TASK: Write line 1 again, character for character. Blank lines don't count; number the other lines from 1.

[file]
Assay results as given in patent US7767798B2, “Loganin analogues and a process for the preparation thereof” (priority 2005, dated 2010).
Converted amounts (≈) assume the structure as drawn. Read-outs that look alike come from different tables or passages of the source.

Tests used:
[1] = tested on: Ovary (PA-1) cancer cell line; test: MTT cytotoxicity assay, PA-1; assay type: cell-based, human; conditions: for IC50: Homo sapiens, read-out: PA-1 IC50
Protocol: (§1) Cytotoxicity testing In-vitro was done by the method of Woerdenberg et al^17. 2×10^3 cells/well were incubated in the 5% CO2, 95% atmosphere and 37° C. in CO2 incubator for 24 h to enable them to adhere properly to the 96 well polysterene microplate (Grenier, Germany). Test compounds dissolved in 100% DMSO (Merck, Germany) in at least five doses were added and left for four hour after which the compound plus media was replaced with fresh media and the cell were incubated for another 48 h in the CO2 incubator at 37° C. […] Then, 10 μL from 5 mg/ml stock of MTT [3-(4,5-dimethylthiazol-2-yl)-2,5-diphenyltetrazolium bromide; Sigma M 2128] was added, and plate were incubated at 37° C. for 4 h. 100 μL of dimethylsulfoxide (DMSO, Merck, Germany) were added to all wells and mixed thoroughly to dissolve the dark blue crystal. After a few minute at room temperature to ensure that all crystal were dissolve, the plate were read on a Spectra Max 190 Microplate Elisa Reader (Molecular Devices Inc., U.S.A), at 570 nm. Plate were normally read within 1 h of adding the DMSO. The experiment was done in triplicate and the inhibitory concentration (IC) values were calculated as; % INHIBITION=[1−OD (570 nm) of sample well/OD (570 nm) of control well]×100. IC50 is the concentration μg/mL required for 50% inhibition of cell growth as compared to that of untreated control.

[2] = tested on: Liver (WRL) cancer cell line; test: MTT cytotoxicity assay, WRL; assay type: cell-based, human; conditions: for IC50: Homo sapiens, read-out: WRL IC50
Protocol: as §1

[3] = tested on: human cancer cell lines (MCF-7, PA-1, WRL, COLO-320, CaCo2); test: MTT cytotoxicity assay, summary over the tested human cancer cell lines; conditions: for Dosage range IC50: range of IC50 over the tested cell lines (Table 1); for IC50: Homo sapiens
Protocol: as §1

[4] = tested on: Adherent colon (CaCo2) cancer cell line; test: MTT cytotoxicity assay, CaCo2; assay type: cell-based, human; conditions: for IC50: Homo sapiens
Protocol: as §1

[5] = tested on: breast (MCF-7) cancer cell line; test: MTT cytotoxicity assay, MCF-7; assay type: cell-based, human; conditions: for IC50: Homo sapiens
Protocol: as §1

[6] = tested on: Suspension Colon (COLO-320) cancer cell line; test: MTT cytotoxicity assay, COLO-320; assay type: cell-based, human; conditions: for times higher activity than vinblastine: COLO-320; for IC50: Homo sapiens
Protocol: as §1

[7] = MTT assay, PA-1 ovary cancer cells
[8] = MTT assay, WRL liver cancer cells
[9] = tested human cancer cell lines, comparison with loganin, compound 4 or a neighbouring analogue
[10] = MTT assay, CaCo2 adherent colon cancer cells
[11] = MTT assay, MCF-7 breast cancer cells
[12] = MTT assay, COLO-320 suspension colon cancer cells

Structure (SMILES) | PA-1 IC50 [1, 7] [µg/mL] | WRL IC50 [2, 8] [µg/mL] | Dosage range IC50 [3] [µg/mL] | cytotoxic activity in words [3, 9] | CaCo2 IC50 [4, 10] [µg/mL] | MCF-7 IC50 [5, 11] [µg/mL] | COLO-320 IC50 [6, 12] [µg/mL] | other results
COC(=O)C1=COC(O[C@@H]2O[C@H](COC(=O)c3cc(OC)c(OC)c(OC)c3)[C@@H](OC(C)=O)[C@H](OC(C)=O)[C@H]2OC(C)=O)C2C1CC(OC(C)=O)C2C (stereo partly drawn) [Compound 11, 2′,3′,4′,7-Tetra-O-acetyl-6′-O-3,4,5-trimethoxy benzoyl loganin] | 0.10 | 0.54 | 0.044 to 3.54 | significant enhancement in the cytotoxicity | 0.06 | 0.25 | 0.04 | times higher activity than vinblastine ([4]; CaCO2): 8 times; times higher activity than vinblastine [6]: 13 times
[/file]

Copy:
Assay results as given in patent US7767798B2, “Loganin analogues and a process for the preparation thereof” (priority 2005, dated 2010).